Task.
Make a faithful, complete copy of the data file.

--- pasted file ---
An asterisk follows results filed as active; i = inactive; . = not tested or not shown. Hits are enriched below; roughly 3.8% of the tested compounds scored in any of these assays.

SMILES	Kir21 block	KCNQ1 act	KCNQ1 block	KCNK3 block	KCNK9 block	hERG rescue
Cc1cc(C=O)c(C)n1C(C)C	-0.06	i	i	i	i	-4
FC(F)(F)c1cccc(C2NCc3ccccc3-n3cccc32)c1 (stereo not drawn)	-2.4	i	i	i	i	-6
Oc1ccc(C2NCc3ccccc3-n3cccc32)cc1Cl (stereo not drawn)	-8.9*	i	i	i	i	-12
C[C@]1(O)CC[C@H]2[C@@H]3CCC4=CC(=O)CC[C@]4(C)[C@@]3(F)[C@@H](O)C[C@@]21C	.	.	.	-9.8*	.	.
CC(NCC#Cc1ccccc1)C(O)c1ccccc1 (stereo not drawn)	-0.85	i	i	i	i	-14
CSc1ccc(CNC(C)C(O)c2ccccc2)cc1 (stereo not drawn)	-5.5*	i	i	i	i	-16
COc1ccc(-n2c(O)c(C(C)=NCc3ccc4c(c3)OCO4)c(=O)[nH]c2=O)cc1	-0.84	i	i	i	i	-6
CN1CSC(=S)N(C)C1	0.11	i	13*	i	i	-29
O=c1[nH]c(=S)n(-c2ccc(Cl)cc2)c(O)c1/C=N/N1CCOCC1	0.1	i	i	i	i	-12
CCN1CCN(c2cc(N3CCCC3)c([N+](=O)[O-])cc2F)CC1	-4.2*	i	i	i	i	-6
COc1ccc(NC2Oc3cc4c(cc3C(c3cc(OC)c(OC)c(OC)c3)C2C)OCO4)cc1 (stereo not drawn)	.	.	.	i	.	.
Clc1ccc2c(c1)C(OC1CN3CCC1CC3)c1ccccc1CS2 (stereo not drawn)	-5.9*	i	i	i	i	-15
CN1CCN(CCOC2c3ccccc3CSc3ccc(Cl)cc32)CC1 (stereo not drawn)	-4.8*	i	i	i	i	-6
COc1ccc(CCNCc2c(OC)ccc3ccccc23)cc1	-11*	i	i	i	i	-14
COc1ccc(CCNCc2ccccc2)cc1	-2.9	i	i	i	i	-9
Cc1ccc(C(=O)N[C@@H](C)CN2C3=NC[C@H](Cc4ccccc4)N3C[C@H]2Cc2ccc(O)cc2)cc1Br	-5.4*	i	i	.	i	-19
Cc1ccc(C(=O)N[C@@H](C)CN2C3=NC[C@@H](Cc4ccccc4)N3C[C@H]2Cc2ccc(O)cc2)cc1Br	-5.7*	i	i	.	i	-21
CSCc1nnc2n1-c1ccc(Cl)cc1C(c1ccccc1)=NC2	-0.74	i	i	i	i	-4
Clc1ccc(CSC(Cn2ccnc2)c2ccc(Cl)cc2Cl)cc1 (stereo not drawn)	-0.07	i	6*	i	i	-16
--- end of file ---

An asterisk follows results filed as active; i = inactive; . = not tested or not shown. Hits are enriched below; roughly 3.8% of the tested compounds scored in any of these assays.

SMILES	Kir21 block	KCNQ1 act	KCNQ1 block	KCNK3 block	KCNK9 block	hERG rescue
Cc1cc(C=O)c(C)n1C(C)C	-0.06	i	i	i	i	-4
FC(F)(F)c1cccc(C2NCc3ccccc3-n3cccc32)c1 (stereo not drawn)	-2.4	i	i	i	i	-6
Oc1ccc(C2NCc3ccccc3-n3cccc32)cc1Cl (stereo not drawn)	-8.9*	i	i	i	i	-12
C[C@]1(O)CC[C@H]2[C@@H]3CCC4=CC(=O)CC[C@]4(C)[C@@]3(F)[C@@H](O)C[C@@]21C	.	.	.	-9.8*	.	.
CC(NCC#Cc1ccccc1)C(O)c1ccccc1 (stereo not drawn)	-0.85	i	i	i	i	-14
CSc1ccc(CNC(C)C(O)c2ccccc2)cc1 (stereo not drawn)	-5.5*	i	i	i	i	-16
COc1ccc(-n2c(O)c(C(C)=NCc3ccc4c(c3)OCO4)c(=O)[nH]c2=O)cc1	-0.84	i	i	i	i	-6
CN1CSC(=S)N(C)C1	0.11	i	13*	i	i	-29
O=c1[nH]c(=S)n(-c2ccc(Cl)cc2)c(O)c1/C=N/N1CCOCC1	0.1	i	i	i	i	-12
CCN1CCN(c2cc(N3CCCC3)c([N+](=O)[O-])cc2F)CC1	-4.2*	i	i	i	i	-6
COc1ccc(NC2Oc3cc4c(cc3C(c3cc(OC)c(OC)c(OC)c3)C2C)OCO4)cc1 (stereo not drawn)	.	.	.	i	.	.
Clc1ccc2c(c1)C(OC1CN3CCC1CC3)c1ccccc1CS2 (stereo not drawn)	-5.9*	i	i	i	i	-15
CN1CCN(CCOC2c3ccccc3CSc3ccc(Cl)cc32)CC1 (stereo not drawn)	-4.8*	i	i	i	i	-6
COc1ccc(CCNCc2c(OC)ccc3ccccc23)cc1	-11*	i	i	i	i	-14
COc1ccc(CCNCc2ccccc2)cc1	-2.9	i	i	i	i	-9
Cc1ccc(C(=O)N[C@@H](C)CN2C3=NC[C@H](Cc4ccccc4)N3C[C@H]2Cc2ccc(O)cc2)cc1Br	-5.4*	i	i	.	i	-19
Cc1ccc(C(=O)N[C@@H](C)CN2C3=NC[C@@H](Cc4ccccc4)N3C[C@H]2Cc2ccc(O)cc2)cc1Br	-5.7*	i	i	.	i	-21
CSCc1nnc2n1-c1ccc(Cl)cc1C(c1ccccc1)=NC2	-0.74	i	i	i	i	-4
Clc1ccc(CSC(Cn2ccnc2)c2ccc(Cl)cc2Cl)cc1 (stereo not drawn)	-0.07	i	6*	i	i	-16